Invention Myth Trivia: Baseball, football and bulletproof vests

Truth or consequences. Today we give you the story of three longstanding truths (or myths) concerning three key inventions. We report. You decide.

Former New York Yankee first baseman Wally Pipp. When he came down with a headache, do you know who replaced him? (Library of Congress collection)

CHARLOTTE, N.C., Oct. 28, 2015 – It’s a potpourri of trivia delights today, as we delve into inventions, baseball and famous toys, so let’s get started.

1 – Who was Wally Pipp? Old-time baseball buffs should already get this one. But there is, as frequently happens with trivia, more to the story.

Wally Pipp is known as the “man who had a headache that ended his career.” In 1925, a young player out of Columbia University named Lou Gehrig started at first base for the New York Yankees.

Gehrig got the assignment that day because regular first baseman Wally Pipp arrived at the park with a headache and asked to sit the game out.

Pipp never got his position back. Gehrig went on to play the next 14 seasons without missing a game. In so doing, he established an astounding streak of playing in 2,130 straight games before coming down with amyotrophic lateral sclerosis, a fatal disease that is commonly referred to as “Lou Gehrig’s disease” today.

Since Gehrig’s time, former Baltimore Orioles infielder Cal Ripken finally surpassed his predecessor’s record in 1995. Three years later, Ripken ended his own streak at a record 2,632 games. Given the structure of modern baseball, Ripken’s milestone is one that will never be beaten. Nor will Gehrig’s runner-up status, for that matter.

The trivial aspect of this story, however, is that most people believe Gehrig began his trek toward baseball history on the day he took over at first base for Wally Pipp. The truth is that Gehrig’s record-setting stretch started the day before. You see, Gehrig was a pinch hitter in the previous game on June 1, 1925.

Pipp, by the way, was traded at the end of the season, and he is now primarily remembered only as a footnote in baseball trivia.

2 – What do windshield wipers, fire escapes and bulletproof vests have in common? Some trivia enthusiasts might say this tidbit is only 67 percent accurate, but others will argue otherwise. Here’s the background. We report. You decide.

All three of the inventions listed above were created by women.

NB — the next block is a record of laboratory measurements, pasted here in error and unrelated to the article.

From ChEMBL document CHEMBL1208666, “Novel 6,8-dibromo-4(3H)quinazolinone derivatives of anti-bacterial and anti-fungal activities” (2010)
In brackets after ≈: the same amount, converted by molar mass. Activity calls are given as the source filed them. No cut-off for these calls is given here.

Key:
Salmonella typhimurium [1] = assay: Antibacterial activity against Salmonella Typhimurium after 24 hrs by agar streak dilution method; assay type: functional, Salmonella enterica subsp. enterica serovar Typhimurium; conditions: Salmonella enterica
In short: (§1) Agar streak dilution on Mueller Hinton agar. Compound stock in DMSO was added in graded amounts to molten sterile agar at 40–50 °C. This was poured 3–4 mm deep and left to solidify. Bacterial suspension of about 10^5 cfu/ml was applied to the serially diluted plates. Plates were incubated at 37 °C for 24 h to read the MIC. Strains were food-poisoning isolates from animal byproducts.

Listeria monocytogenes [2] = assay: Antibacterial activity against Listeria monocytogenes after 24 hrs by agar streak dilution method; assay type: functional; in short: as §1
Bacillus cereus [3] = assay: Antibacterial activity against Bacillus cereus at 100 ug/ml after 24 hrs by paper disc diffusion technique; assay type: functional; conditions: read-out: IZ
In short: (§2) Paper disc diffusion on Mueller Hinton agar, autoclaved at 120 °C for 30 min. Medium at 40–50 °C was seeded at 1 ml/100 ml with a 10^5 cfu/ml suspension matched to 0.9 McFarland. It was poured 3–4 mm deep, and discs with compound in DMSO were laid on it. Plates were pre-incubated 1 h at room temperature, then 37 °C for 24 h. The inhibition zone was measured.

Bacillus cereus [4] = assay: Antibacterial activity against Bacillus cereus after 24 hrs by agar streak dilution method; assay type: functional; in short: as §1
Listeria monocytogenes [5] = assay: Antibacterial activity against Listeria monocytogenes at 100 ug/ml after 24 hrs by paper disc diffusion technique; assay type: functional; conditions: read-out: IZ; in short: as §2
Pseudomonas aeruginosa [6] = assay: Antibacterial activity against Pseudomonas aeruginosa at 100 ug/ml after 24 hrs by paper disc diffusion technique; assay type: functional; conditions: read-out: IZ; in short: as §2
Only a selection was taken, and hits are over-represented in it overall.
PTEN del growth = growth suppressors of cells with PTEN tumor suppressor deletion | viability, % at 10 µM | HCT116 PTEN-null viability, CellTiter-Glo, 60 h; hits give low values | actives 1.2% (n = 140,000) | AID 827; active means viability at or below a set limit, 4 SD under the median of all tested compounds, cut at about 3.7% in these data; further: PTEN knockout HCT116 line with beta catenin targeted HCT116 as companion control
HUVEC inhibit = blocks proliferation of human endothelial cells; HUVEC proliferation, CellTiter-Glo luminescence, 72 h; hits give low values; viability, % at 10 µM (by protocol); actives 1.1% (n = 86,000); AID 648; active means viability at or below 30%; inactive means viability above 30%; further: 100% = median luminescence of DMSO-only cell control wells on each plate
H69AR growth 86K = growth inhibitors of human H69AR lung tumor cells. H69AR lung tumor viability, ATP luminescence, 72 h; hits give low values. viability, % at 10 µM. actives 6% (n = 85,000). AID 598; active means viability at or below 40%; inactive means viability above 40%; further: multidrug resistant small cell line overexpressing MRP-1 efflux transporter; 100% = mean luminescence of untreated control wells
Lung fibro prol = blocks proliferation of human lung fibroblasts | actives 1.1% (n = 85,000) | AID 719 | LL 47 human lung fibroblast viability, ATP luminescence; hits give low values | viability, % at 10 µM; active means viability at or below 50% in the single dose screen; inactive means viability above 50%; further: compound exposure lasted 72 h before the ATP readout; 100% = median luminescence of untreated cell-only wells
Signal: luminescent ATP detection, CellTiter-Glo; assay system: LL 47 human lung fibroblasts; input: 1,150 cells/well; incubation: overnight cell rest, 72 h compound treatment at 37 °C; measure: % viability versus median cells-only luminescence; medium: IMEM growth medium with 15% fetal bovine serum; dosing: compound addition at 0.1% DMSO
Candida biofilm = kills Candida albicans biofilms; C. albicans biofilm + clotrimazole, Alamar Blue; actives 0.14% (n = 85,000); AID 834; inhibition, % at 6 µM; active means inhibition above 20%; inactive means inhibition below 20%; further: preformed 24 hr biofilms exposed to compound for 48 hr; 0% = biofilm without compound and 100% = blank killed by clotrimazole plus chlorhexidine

We’ll commence with Mary Anderson, because there is no dispute about her contribution, the first item on our list. Anderson received a patent for the windshield wiper in 1903 after getting her idea from watching a trolley driving around with the windows open on a chilly morning. The driver had been unable to see through the window because his vision was marred by frost. Later Henry Ford incorporated the idea in his Model A automobile.

Things begin to get a bit cloudy with regard to our second invention, because Joseph Winters invented the fire-escape ladder in 1878. Later, a portable fire escape ladder was created by Daniel McCree of Chicago in November 1890.

But three years earlier, Anna Connelly patented the modern fire escape, an exterior staircase whose design still largely remains in use today. Though other systems existed before Anna Connelly’s idea, the outside exit is what distinguishes her invention from the others.

And finally, a real controversy surrounds invention number three. There are several examples throughout history of bulletproof-type vests, but Norval V. Cobb appears to have gotten the credit for the idea.

The dispute lies in the fact that Stephanie Louise Kwolek did extensive research on high performance chemical compounds for DuPont − research that ultimately led to her discovery of a synthetic material today known as Kevlar. Kwolek’s invention was five times stronger than steel, did not rust or corrode and was extremely lightweight.

Though Cobb may get the honors for his concept, Kwolek’s material is still standard issue for bulletproof vests today.

So now the choice is yours.

3 – The origin of Super Balls: Once again we step back in time a bit. Kids today have no idea what a “Super Ball” is because they cannot take their eyes off their iPhones and video games.

Just a little over 50 years ago, chemist Norman Stingley invented a type of synthetic rubber that he attempted to market. Rubber companies rejected the material because it lacked durability, but Stingley persevered and took his creation to the Wham-O toy company.

What made Stingley’s product so desirable as a toy was its incredible springiness, which allowed it bounce back or rebound with a high degree of intensity that could returned it back on the rebound almost to its original starting location. It took Wham-O nearly two years to design a method to keep this amazing ball from flying apart en route. Once that problem was solved, the toy became an immediate hit with kids and sold in the millions.

As usual, there is more to this story. After watching his children playing with a Super Ball, Lamar Hunt, who founded the American Football League − now the American Football Conference (AFC) of the National Football League − wrote a letter to then-League Commissioner Pete Rozelle about his idea about a name for the merged league’s new “AFL-NFL Championship Game,” a name said to have been inspired by his kids’ favorite toy.

The media picked up on the name “Super Bowl,” and it has been the official name of the professional football championship since the third annual game. And so the story goes, despite occasional media sniping regarding just who was responsible for the term.

Bob Taylor has been traveling the world for more than 30 years as a writer and award-winning television producer focusing on international events, people and cultures around the globe.

Taylor is founder of the Magellan Travel Club (

Read more of What in the World and Bob Taylor at Communities Digital News

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